within the threshold proposed by Hair et al. (2010). Consequently, hypotheses H3 and H4
were rejected, while H1, H2, H5, and H6 could not be rejected (Figure 2).
Figure 2. Final structural and measurement models (p< .01 for all model paths).
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Discussion
Theoretical implications
The study used EFA to identify six factors that inuenced student satisfaction in online set-
tings in Mauritius: StudentIT/Administrative staff interactions; Faculty empathy; Repu-
tation of university; Studentstudent interactions; Physical facilities; and Faculty
feedback. These factors conrm those identied from three preceding studies that used
a similar methodology (summarized in Table 4 of Parahoo et al., 2013). However, there
is one notable addition: Faculty empathy.
Empathy had a signicant effect on satisfaction, and relates to the following attributes
displayed by the faculty: caring approach and positive attitude towards students, prompt-
ness in responding to studentsqueries, and interest to help them (see Table 1). While it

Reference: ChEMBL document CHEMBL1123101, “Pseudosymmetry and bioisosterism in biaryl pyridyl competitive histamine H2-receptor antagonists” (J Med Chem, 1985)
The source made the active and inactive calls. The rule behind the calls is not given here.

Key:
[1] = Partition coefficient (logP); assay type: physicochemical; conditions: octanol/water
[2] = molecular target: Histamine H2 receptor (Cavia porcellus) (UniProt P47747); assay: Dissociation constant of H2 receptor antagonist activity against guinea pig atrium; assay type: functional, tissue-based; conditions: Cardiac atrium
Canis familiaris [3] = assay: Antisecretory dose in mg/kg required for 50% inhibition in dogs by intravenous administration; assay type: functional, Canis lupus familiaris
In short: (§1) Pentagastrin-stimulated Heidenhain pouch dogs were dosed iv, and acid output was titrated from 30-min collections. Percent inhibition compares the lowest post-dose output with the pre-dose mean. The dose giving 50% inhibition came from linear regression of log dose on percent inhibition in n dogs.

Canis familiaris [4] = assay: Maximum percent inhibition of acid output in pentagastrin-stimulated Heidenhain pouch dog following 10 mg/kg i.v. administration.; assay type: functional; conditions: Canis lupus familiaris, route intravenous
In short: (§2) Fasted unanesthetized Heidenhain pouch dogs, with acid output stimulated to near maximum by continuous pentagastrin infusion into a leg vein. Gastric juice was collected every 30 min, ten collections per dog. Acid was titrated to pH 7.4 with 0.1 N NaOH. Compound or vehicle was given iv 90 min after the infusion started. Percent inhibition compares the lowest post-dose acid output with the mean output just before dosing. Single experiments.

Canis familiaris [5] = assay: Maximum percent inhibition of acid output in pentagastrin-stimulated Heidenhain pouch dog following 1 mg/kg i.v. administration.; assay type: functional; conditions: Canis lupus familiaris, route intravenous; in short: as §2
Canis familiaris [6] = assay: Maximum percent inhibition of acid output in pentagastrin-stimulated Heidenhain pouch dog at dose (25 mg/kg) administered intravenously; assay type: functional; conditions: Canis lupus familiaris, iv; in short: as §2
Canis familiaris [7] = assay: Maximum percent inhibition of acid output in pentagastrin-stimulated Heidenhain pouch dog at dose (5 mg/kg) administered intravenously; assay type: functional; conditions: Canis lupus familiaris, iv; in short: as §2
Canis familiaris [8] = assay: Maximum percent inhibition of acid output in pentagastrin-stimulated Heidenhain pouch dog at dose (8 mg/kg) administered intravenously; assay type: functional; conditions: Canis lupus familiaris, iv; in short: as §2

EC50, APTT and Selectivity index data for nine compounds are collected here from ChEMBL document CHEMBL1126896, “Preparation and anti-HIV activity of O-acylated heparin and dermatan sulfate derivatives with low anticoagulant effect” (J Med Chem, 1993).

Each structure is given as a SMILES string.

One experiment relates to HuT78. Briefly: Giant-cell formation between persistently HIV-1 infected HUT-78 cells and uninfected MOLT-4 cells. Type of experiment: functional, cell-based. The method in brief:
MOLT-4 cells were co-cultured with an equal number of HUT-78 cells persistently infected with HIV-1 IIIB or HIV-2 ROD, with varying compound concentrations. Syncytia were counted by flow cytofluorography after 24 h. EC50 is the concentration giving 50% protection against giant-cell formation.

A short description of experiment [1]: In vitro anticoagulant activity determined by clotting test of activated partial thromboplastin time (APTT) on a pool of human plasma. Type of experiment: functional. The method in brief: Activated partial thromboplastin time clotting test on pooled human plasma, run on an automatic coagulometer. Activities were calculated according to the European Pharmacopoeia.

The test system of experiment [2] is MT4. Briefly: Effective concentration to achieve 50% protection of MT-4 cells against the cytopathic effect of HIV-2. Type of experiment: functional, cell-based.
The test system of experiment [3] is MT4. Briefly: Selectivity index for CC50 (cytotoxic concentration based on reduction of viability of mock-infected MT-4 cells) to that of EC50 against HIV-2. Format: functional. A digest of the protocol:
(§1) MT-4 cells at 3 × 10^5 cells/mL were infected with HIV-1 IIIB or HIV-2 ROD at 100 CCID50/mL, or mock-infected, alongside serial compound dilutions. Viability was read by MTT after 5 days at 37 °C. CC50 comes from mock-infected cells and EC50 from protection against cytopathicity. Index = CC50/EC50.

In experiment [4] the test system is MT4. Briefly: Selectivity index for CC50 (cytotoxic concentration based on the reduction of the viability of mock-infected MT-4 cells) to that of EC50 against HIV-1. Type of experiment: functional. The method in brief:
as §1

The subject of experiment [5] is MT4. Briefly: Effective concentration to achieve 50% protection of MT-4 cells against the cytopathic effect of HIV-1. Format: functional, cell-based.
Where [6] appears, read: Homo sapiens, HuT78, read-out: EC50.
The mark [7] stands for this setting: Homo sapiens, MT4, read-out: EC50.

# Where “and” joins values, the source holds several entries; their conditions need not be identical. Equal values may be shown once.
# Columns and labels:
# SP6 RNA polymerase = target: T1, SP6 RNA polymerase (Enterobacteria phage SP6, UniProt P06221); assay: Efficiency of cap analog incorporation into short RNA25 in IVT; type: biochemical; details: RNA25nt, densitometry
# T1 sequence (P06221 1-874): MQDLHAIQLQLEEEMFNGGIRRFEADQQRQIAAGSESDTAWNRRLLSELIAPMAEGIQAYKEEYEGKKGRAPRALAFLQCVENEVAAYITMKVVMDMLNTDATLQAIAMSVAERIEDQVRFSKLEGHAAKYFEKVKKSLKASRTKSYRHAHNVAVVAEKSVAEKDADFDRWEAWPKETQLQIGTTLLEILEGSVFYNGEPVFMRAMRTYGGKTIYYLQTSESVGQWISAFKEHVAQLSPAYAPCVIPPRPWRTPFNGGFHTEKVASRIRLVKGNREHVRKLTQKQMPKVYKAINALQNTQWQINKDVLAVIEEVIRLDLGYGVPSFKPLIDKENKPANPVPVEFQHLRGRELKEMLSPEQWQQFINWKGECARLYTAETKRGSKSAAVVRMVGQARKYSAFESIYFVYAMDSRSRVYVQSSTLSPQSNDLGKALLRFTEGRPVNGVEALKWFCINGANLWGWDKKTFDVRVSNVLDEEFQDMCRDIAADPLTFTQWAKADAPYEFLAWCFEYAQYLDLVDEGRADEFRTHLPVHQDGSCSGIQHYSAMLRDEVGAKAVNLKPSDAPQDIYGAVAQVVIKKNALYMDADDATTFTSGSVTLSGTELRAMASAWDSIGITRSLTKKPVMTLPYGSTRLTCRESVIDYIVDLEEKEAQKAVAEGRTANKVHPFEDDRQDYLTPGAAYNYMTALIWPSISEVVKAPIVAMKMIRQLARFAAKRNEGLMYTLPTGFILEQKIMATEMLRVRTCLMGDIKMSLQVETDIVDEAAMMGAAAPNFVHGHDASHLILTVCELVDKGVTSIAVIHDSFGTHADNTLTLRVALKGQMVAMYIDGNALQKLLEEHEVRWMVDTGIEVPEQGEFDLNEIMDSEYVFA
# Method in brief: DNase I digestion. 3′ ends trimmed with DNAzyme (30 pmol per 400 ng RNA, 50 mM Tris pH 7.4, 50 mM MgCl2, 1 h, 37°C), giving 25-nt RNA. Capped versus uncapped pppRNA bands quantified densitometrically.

would be anticipated that students would expect some empathy from their faculty in an
educational setting, it seems that the physical separation of students from their peers and
instructors in the online course, in Mauritius, magnied studentsexpectations of empathy,
allowing it to emerge as a separate factor. The reasons for this expectation may be inves-
tigated further using qualitative methodologies.
The modeling of student satisfaction presented additional interesting ndings. Four dis-
tinct variables signicantly affected satisfaction (p< .01). In decreasing order of impor-
tance, they were identied as: Reputation of university (gamma = 0.47); Physical facilities
(gamma = 0.27); Faculty empathy (gamma = 0.17), and Studentstudent interactions
(gamma = 0.06).
The key role of reputation is noteworthy, particularly since Gibson (2010) in his literature
review found that reputation/image was identied in only two student satisfaction studies.
Therefore, this study highlights the emerging role of university corporate reputation in
affecting student satisfaction and conrms similar ndings (e.g. Kuo & Ye, 2009;
Parahoo et al., 2013; Parahoo & Tamim, 2012; and Sung & Yang, 2009). It is interesting
to note that in addition to university and program quality/image, the reputation construct
comprised one item relating to perceived faculty competence (see Table 1). This highlights
the fact that in online education, the contribution of faculty in delivering teaching and
learning service retains an important role, unaffected by technology and the availability
of digitized content.
Physical facilities had a signicant effect on satisfaction in an online context, thereby
supporting similar ndings determined previously (e.g. LeBlanc & Nguyen, 1997;